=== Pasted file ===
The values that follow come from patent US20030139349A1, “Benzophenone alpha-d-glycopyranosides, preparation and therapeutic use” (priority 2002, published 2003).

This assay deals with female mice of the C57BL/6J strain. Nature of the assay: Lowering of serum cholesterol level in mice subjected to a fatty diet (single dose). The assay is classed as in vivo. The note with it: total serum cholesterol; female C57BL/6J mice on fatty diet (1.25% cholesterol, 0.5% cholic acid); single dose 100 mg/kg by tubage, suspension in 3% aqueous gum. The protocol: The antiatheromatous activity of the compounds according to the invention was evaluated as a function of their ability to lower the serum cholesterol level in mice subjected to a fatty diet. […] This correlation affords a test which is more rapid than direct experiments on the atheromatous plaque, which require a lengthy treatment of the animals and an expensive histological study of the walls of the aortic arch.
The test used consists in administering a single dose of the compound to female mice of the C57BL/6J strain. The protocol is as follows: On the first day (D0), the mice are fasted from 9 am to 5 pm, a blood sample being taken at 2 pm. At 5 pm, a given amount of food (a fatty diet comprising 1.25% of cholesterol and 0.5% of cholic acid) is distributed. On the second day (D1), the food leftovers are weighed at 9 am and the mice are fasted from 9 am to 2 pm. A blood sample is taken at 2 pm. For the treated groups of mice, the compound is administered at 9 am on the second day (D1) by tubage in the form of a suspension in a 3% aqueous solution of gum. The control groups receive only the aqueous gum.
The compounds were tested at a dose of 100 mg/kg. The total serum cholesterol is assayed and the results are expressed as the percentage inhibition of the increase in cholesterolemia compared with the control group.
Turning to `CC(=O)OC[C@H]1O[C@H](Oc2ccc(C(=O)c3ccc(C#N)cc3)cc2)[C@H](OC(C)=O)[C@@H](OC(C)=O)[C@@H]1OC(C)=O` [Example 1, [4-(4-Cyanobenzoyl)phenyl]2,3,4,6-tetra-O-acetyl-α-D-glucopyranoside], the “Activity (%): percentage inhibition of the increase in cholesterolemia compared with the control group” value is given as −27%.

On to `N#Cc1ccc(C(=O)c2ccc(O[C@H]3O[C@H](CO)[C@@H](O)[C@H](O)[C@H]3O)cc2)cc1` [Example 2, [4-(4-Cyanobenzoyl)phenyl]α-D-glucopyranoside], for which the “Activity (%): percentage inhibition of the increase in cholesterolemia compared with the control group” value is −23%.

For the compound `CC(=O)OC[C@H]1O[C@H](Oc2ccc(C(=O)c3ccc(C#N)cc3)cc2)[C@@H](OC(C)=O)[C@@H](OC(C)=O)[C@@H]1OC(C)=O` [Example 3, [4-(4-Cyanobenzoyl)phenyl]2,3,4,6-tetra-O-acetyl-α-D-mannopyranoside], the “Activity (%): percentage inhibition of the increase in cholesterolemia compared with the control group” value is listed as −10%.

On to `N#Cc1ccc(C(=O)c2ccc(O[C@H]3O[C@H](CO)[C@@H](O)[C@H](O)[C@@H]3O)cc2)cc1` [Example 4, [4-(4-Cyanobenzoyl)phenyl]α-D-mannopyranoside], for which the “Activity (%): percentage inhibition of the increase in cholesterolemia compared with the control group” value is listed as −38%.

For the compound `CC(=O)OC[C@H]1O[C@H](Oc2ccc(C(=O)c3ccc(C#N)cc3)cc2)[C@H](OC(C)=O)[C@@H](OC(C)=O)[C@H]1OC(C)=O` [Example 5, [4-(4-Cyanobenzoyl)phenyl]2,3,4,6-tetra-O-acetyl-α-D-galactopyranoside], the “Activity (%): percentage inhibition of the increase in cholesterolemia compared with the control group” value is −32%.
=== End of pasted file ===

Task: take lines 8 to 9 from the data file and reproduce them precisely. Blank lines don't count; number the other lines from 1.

On to `N#Cc1ccc(C(=O)c2ccc(O[C@H]3O[C@H](CO)[C@@H](O)[C@H](O)[C@@H]3O)cc2)cc1` [Example 4, [4-(4-Cyanobenzoyl)phenyl]α-D-mannopyranoside], for which the “Activity (%): percentage inhibition of the increase in cholesterolemia compared with the control group” value is listed as −38%.

For the compound `CC(=O)OC[C@H]1O[C@H](Oc2ccc(C(=O)c3ccc(C#N)cc3)cc2)[C@H](OC(C)=O)[C@@H](OC(C)=O)[C@H]1OC(C)=O` [Example 5, [4-(4-Cyanobenzoyl)phenyl]2,3,4,6-tetra-O-acetyl-α-D-galactopyranoside], the “Activity (%): percentage inhibition of the increase in cholesterolemia compared with the control group” value is −32%.